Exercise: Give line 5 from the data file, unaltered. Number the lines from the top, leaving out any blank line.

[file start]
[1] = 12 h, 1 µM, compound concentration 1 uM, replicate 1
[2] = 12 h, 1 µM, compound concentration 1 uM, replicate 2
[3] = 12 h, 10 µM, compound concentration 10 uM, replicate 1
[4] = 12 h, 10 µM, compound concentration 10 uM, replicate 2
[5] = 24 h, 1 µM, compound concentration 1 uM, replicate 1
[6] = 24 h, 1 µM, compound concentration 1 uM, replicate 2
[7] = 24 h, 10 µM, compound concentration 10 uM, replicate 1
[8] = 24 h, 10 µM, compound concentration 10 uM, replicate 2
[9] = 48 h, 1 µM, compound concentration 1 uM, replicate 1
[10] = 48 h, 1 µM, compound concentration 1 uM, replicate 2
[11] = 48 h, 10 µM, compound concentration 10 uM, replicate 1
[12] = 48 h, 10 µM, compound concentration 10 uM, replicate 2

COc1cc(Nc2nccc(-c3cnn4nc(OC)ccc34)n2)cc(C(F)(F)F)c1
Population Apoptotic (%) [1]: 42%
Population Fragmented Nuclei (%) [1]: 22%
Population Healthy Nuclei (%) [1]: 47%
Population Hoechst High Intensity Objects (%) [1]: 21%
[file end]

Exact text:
[5] = 24 h, 1 µM, compound concentration 1 uM, replicate 1